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Ohio looms large on Super Tuesday. Can Romney increase his delegate lead?

A win in Ohio on Super Tuesday could restore Mitt Romney's clear front-runner status. But senior Republicans are decrying the toxic nature of the campaign, and some prominent conservative commentators doubt that either Romney or Rick Santorum could beat Barack Obama.

By Staff writer / March 3, 2012

Republican presidential candidate and former Massachusetts Governor Mitt Romney greets audience members at a campaign rally at Cleveland State University in Cleveland, Ohio Friday March 2, 2012.

Brian Snyder/Reuters

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Among the 10 states holding presidential primary elections or caucuses this coming “Super Tuesday,” Ohio may be the biggest enchilada. It’s a genuine swing state, and the economy – Mitt Romney’s claimed area of presidential expertise – has been hit hard there.

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Having won Michigan and Arizona this week, Romney reclaims front-runnerhood. Bagging Ohio could revive his “inevitable” status, some Republican insiders are saying.

“If he does [win Ohio], it’s over,” GOP strategist Ed Rollins told the Washington Post. “All that’s left is convention speeches and the balloon drop.”

Well, maybe.

Newt Gingrich is going for broke in Georgia (which actually awards ten more delegates than Ohio), the state he represented in Congress. Rick Santorum looks very strong in Oklahoma and Tennessee.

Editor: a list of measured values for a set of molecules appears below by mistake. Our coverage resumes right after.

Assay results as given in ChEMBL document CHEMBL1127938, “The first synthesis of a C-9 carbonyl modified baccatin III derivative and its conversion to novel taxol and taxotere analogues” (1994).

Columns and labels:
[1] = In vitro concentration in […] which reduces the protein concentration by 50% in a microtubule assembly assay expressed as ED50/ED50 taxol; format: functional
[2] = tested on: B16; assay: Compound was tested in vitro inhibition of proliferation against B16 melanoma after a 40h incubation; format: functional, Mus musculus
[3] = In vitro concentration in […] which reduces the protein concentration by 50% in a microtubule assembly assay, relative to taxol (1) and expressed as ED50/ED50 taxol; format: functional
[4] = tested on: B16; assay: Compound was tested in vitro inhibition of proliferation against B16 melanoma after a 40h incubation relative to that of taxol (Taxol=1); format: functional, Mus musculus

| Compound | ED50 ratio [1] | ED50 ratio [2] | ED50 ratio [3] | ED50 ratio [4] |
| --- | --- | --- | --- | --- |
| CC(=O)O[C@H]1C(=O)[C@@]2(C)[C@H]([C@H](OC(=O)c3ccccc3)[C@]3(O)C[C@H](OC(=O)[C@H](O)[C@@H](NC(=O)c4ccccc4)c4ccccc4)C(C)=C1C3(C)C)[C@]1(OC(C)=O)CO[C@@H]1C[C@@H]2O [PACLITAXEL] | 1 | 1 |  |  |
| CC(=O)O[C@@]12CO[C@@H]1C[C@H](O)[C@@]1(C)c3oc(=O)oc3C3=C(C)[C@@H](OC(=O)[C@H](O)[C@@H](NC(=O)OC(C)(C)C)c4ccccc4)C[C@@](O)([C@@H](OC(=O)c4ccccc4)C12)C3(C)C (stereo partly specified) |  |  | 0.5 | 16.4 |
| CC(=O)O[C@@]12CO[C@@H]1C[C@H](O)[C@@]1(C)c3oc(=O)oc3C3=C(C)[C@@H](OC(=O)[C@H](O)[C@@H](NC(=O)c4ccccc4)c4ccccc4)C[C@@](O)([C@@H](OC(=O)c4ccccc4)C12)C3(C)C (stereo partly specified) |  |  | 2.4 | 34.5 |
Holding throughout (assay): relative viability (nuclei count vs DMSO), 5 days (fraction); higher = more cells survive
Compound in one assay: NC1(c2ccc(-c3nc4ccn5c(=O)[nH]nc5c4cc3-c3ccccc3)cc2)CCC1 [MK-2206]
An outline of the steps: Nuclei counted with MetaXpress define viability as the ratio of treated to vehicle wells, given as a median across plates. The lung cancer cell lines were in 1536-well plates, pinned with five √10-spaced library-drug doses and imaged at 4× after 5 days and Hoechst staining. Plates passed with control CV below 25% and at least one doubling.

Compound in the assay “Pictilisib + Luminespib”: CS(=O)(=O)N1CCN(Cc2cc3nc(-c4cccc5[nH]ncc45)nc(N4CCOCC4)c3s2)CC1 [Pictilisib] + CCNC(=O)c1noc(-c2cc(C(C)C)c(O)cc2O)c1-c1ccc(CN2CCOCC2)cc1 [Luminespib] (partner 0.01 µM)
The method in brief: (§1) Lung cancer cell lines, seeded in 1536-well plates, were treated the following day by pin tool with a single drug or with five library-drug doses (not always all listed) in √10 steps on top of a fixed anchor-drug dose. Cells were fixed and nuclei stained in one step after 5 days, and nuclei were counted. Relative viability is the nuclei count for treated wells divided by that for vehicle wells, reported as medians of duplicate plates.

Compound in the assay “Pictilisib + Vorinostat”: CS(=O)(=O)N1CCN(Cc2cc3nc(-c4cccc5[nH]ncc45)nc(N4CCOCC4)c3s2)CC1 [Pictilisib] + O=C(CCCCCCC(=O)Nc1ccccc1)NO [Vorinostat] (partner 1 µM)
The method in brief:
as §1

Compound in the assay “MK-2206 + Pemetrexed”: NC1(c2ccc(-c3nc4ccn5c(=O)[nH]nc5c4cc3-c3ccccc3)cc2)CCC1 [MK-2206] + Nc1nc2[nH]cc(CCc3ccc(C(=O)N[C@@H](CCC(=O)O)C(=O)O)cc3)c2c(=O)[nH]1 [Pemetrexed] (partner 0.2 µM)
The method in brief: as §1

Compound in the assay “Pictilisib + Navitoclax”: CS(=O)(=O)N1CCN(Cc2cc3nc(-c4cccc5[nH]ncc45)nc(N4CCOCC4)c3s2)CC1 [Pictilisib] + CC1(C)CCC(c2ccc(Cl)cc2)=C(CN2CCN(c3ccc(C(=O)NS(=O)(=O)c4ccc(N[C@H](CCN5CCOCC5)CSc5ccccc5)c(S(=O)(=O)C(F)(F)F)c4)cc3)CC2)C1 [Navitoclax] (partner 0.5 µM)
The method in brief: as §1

If Santorum wins those two states, and if he squeaks a win in Ohio, the day definitely will be his and Romney’s status will revert to shaky.

It well could happen. On Monday, the independent Quinnipiac University poll had Santorum ahead of Romney in Ohio 36-29 percent among likely Republican voters. Another Ohio poll out the same day, this one conducted by the Institute for Policy Research at the University of Cincinnati, had Santorum ahead by 11 points (37-26).

By Friday, Santorum’s lead had shrunk to 35-31(within the margin of polling error), according to Quinnipiac, leaving the race for votes there virtually tied.

University of Virginia political scientist Larry Sabato’s online “Crystal Ball” gives it to Romney “quite narrowly.”

RECOMMENDED: How much do you know about Mitt Romney? A quiz.

But Romney has problems there, maybe big problems. The auto industry is a big part of Ohio’s industrial economy, much of it unionized. As everybody knows, Romney opposed the government bailout of the auto industry, and he also backed Ohio Gov. John Kasich’ s effort to restrict public unions’ collective-bargaining rights – which failed by a large margin as a ballot measure.

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